- Apparently fighting continues between the army and the rebels of the Patriotic Front. Since October 1, rebel forces from Uganda have invaded the north of the country.
- This man probably claims that he is not a rebel but no one understands his language. By way of prisoners, the Rwandan authorities only succeeded in presenting to the international press about twenty Ugandans. The few who speak English take out a passport, a work permit, explain that they have nothing to do with these weapons exhibited a little further on. A soldier films the scene to prove no doubt that they were able to express themselves freely.
- Meanwhile, 3,000 other prisoners are officially languishing in Kigali prisons, most of them without cause. A Rwandan wishes to testify anonymously: he claims to be Tutsi, the minority ethnic group. Information that is easy to verify since here the ethnicity appears on the identity card. The anonymous man: "I was grabbed, beaten, searched and threatened. I was taken to the stadium. There were a lot of people. There were no only Tutsi".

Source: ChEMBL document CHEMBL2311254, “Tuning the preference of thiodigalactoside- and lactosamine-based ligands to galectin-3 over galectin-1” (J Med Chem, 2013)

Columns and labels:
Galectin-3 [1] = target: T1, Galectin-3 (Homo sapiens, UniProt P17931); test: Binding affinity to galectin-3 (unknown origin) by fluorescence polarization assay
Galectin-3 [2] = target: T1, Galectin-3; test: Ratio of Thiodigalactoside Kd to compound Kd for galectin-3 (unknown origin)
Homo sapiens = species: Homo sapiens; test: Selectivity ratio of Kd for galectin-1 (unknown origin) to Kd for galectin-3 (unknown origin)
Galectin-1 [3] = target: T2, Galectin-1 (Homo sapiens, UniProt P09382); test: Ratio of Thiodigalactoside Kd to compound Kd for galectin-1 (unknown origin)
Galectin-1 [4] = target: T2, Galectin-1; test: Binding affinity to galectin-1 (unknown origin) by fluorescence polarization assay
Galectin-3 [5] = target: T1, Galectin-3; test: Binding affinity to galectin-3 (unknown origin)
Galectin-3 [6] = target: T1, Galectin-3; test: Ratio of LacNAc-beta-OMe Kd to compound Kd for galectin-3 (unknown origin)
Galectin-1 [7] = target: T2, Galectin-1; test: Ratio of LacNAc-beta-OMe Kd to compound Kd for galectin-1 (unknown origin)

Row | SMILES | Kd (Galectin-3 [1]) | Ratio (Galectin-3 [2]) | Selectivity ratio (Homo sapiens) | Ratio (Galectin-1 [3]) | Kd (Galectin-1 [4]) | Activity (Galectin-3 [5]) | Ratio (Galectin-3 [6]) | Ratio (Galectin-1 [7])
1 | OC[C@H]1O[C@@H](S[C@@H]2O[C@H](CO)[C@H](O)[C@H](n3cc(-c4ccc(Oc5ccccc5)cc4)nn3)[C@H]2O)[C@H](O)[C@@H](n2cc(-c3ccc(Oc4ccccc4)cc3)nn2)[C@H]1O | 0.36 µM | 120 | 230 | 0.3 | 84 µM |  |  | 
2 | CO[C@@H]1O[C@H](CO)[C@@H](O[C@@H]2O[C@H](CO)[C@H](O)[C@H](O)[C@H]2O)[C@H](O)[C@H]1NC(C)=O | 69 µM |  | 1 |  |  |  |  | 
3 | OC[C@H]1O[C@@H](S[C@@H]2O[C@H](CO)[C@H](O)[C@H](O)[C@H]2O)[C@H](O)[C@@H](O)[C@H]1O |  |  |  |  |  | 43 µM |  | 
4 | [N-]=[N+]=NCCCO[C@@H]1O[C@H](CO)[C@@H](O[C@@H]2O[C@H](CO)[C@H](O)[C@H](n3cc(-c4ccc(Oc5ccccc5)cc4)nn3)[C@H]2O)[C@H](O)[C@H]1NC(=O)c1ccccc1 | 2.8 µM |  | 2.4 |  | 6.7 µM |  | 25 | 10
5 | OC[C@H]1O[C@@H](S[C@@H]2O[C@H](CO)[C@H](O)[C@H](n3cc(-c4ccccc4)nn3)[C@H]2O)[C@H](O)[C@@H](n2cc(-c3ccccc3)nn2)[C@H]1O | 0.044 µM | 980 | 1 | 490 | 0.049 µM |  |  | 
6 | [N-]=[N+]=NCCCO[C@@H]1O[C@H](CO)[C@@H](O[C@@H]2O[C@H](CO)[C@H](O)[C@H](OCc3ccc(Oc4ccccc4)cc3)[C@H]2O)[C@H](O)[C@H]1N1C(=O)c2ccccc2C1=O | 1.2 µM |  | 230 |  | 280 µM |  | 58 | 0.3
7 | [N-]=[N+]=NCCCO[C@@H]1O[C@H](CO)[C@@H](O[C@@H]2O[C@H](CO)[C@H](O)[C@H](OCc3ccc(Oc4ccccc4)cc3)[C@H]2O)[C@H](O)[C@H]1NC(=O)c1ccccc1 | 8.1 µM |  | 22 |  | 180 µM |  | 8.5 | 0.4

- The Tutsi are indeed considered as the instigators of the rebellion. Driven out of power 30 years ago, this minority then moved to neighboring countries. And the bloody tribal wars with the majority Hutu are not forgotten. Yet the rebels from Uganda claim to refuse any idea of ethnic revenge.
- Georges Martres: "It is true that they have a political project of national unity but it is also true that being guided by Tutsis, they inevitably provoke in the Hutu majority of the country a reaction of tribal defense. Because of this, there is a very high risk that this reaction will lead to blind panic and that we will see excesses".
- Many here share this fear of a new tribal war. But in the immediate future, the main concern is to find something to eat. With the attackers holding the main import route, the shortage threatens to drag on. What a reminder that the country has known for a long time another war: that against hunger. Officially, 500 people have died since the beginning of the year. Not to mention AIDS, which already affects nearly 15% of the population. The country's motto, "Unity, peace, development", thus evokes today more than ever a dream impossible to realize.